The art of filmmaking is bridging the gap between the generations, as students at one Bayside middle school prepare to tell the real life stories of a group of local senior citizens.
Eighth-graders in Jason Spagnuoli’s Moving Image class at Nathaniel Hawthorne M.S. 74 have begun working with members of the CCNS Bayside Senior Center to reenact stories told to them by the senior citizens through documentaries.
This is the first time students are taking on such a task as the Moving Image class is currently in its first year at the school.
“[The seniors] have lived such a long and valuable life,” Spagnuoli said. “To me we’re empowering these seniors to say, ‘Look, your life does matter.’”
Spagnuoli also added that the experience allows the students, who were at first very skeptical about the project, to step away from their everyday mindset and for a moment take the time to listen.
The creative process started on Thursday morning when the seniors visited the students at the school located at 61-15 Oceania St., and began the conversation.
Throughout the morning the seven seniors, who were divided into groups with students, shared their stories, and then narrowed down what they would like their documentaries to focus on.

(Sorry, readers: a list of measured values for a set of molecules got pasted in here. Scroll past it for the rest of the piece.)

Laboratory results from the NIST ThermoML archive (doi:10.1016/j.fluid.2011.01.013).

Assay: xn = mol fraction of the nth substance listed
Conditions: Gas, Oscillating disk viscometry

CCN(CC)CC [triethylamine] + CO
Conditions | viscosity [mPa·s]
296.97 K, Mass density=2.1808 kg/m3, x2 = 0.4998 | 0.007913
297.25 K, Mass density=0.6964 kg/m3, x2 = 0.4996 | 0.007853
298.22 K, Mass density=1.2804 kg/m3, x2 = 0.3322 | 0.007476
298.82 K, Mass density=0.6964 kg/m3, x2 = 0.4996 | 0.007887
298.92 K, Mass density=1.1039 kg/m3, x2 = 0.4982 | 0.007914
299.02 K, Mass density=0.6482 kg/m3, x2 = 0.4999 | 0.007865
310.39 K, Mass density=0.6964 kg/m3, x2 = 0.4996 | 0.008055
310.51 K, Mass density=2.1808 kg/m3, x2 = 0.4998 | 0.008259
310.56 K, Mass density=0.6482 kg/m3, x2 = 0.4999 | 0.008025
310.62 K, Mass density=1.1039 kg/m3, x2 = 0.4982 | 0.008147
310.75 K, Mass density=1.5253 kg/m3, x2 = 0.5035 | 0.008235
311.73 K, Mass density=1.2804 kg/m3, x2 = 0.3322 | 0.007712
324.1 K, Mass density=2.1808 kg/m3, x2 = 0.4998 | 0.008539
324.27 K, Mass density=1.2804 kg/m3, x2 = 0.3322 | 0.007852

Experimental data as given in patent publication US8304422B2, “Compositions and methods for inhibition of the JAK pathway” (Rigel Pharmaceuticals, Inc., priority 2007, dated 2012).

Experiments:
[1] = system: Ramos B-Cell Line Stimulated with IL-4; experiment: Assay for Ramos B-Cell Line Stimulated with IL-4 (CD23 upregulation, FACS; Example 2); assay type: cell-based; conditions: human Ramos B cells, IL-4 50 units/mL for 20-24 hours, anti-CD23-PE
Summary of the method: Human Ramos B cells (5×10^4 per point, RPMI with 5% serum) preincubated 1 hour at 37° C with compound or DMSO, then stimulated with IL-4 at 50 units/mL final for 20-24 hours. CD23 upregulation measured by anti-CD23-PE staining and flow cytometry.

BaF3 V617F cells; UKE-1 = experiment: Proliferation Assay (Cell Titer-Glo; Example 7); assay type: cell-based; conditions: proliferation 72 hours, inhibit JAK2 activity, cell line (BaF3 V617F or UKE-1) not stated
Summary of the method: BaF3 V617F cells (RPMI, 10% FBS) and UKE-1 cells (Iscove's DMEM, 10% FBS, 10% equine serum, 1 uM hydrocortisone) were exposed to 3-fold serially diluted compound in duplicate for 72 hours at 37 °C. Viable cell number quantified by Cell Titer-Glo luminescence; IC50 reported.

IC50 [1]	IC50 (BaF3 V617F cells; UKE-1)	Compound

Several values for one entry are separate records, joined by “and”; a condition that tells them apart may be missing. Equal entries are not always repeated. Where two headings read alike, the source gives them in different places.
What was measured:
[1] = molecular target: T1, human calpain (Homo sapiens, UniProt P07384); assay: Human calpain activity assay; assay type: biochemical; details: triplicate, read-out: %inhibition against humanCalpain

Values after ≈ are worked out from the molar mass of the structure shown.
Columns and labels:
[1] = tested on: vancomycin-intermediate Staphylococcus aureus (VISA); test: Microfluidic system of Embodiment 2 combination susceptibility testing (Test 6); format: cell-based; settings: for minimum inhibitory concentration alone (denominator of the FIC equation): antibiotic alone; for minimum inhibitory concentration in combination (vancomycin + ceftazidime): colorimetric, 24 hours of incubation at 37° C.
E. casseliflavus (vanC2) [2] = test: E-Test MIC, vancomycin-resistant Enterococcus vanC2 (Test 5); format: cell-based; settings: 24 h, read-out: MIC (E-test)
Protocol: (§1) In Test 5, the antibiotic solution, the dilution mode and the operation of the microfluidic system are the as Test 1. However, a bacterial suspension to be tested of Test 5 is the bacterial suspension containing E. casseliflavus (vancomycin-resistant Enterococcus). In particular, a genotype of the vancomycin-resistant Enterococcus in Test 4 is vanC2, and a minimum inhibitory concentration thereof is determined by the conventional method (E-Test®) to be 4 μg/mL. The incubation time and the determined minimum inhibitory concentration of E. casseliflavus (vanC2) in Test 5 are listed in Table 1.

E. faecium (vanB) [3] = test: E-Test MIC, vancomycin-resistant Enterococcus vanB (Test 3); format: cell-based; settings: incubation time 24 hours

Story topics included finding a second love after the passing of a husband, traveling abroad, family history, and in one case the dramatic story of making it out of a concentration camp.
“It was pretty interesting. I heard a lot of facts and stories from their life and it opened my mind to do things and try new stuff,” said 13-year-old Myles Robinson.
For 14-year-old Luljete “Lulu” Mujaj, meeting the seniors opened the door to a new experience. She was paired off with a senior citizen who decided to focus her documentary on the moment she was set free from a concentration camp she was put in for three years during the Holocaust.
“It was really touching because all I’ve really known of concentration camps was from a textbook, videos and museums, but when you actually hear someone who lived during that it was really hard,” Mujaj said.
Now that the students have their story ideas for the films, they will work with the drama class at the middle school to cast the characters in the documentaries. The senior citizens will then return to the school in a week and be filmed telling their stories.
The overall process of creating the documentary, which includes editing the interviews into the reenactments and featuring music picked by the seniors, is expected to take about three to four weeks.
According to Spagnuoli, the documentaries are expected to be completed by the end of May with the hope of screening a few of them during the school’s film festival on June 3.